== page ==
Guido on python3 for beginners

Steven D'Aprano steve at
Fri Feb 19 21:36:23 EST 2016

On Fri, 19 Feb 2016 02:39 pm, Rustom Mody wrote:

> Consider as hypothesis
> L1: Needs 4 weeks to master

A language that only takes 4 weeks to master, starting from zero programming
experience, clearly doesn't include much in the way of features.

> L2: Needs 4 years to manage (if you want to make it less hypothetical
> think C++)

Do you mean 4 years to *master*?

Generally speaking, it takes 10 years of experience to become a master of a
complex skill. You might learn all the syntax of C++ in 4 years, but that
doesn't mean you have mastered the language :-)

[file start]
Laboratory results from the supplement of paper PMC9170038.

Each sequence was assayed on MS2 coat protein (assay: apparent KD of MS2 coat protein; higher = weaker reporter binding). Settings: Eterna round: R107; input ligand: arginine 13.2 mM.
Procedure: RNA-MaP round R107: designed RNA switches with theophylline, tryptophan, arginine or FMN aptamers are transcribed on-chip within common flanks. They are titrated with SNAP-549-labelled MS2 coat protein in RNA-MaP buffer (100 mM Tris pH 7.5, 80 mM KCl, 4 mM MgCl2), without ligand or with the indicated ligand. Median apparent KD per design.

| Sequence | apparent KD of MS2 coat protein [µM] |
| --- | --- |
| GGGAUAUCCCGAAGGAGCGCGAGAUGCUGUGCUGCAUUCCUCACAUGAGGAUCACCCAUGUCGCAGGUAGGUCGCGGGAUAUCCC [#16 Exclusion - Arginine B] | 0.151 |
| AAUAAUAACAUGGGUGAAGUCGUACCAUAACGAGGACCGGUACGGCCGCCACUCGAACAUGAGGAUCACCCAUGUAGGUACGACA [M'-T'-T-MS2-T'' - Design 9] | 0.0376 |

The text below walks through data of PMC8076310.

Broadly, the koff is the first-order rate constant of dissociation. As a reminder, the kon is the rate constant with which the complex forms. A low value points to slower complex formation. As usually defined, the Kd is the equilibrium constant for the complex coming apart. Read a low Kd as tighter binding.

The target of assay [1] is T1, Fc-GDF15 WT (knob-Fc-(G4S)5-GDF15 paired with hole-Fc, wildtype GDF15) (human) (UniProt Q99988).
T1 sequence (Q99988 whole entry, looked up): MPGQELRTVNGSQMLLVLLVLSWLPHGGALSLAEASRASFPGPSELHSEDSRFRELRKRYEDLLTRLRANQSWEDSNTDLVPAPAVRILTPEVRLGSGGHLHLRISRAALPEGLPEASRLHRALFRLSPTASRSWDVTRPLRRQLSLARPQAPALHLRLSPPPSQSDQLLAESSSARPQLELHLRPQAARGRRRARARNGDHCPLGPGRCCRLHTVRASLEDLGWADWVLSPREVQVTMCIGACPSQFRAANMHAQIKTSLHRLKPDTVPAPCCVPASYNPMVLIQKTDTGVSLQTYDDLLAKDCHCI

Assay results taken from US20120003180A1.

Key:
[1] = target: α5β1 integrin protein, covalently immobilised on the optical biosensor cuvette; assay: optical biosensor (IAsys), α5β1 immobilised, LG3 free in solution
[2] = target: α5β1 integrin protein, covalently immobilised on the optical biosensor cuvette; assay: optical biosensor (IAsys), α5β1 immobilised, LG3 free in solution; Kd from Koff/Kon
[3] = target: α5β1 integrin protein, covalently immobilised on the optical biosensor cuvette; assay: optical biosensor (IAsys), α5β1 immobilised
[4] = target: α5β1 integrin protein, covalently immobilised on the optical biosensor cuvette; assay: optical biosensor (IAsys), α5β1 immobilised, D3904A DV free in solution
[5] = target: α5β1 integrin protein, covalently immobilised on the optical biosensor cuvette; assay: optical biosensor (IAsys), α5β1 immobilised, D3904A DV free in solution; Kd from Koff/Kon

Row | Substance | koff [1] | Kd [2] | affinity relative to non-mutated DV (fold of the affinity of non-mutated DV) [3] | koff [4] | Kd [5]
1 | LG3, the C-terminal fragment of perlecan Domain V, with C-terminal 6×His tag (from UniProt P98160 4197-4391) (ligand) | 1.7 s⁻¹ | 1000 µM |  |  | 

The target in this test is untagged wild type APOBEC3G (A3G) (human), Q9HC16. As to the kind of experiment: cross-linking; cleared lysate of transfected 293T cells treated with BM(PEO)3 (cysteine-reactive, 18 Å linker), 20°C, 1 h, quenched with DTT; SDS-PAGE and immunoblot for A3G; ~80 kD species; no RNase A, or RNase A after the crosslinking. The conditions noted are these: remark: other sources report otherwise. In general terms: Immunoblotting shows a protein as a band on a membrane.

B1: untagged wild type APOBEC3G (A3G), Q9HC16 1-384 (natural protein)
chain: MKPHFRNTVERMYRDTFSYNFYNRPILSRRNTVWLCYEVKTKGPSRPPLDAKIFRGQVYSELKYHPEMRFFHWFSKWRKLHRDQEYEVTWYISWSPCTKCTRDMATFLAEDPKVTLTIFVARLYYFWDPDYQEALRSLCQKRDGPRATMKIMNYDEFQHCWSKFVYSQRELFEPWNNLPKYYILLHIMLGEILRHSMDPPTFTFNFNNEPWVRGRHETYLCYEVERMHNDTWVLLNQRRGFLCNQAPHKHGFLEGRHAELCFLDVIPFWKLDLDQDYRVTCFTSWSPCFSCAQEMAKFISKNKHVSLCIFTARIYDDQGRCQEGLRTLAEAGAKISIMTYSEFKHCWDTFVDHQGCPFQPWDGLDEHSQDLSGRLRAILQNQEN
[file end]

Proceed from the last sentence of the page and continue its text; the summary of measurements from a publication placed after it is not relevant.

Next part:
> Which would be more satisfying to a student?

To be satisfying, a language needs to have a shallow enough learning curve
that the student can make good progress right from the beginning, and
enough features that they can actually do interesting things. Here's a
language that a student can learn in about one minute, because it only has
two features:


    LET x = 99


    print x

But you can't do anything interesting with this language, so it is not
satisfying. On the other hand, here's "Hello World" in another language,
one which is Turing complete so it can do anything Python or C can do:


but the learning curve is steep enough that it will be frustrating rather
than interesting.


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